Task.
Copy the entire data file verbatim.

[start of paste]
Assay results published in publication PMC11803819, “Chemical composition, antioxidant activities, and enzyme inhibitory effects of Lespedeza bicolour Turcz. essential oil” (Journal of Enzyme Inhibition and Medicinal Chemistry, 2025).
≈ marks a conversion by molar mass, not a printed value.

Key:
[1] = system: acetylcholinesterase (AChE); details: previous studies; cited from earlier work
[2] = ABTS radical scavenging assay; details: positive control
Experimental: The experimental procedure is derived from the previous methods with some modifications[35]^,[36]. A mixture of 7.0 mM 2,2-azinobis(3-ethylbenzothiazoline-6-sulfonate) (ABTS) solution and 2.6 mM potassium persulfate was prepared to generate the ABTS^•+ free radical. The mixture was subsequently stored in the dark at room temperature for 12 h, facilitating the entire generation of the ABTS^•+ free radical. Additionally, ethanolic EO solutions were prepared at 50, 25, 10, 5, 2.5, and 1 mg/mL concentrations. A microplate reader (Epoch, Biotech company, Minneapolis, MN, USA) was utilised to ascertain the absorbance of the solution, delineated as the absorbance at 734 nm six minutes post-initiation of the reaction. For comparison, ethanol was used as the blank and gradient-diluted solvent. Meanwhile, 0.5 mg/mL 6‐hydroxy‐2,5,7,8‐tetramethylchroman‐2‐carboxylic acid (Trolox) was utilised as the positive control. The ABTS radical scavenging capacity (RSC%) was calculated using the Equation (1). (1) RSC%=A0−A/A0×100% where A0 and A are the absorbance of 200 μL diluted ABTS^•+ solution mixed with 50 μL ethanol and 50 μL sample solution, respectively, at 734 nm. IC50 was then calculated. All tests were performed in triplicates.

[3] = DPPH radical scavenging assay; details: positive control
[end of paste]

Assay results published in publication PMC11803819, “Chemical composition, antioxidant activities, and enzyme inhibitory effects of Lespedeza bicolour Turcz. essential oil” (Journal of Enzyme Inhibition and Medicinal Chemistry, 2025).
≈ marks a conversion by molar mass, not a printed value.

Key:
[1] = system: acetylcholinesterase (AChE); details: previous studies; cited from earlier work
[2] = ABTS radical scavenging assay; details: positive control
Experimental: The experimental procedure is derived from the previous methods with some modifications[35]^,[36]. A mixture of 7.0 mM 2,2-azinobis(3-ethylbenzothiazoline-6-sulfonate) (ABTS) solution and 2.6 mM potassium persulfate was prepared to generate the ABTS^•+ free radical. The mixture was subsequently stored in the dark at room temperature for 12 h, facilitating the entire generation of the ABTS^•+ free radical. Additionally, ethanolic EO solutions were prepared at 50, 25, 10, 5, 2.5, and 1 mg/mL concentrations. A microplate reader (Epoch, Biotech company, Minneapolis, MN, USA) was utilised to ascertain the absorbance of the solution, delineated as the absorbance at 734 nm six minutes post-initiation of the reaction. For comparison, ethanol was used as the blank and gradient-diluted solvent. Meanwhile, 0.5 mg/mL 6‐hydroxy‐2,5,7,8‐tetramethylchroman‐2‐carboxylic acid (Trolox) was utilised as the positive control. The ABTS radical scavenging capacity (RSC%) was calculated using the Equation (1). (1) RSC%=A0−A/A0×100% where A0 and A are the absorbance of 200 μL diluted ABTS^•+ solution mixed with 50 μL ethanol and 50 μL sample solution, respectively, at 734 nm. IC50 was then calculated. All tests were performed in triplicates.

[3] = DPPH radical scavenging assay; details: positive control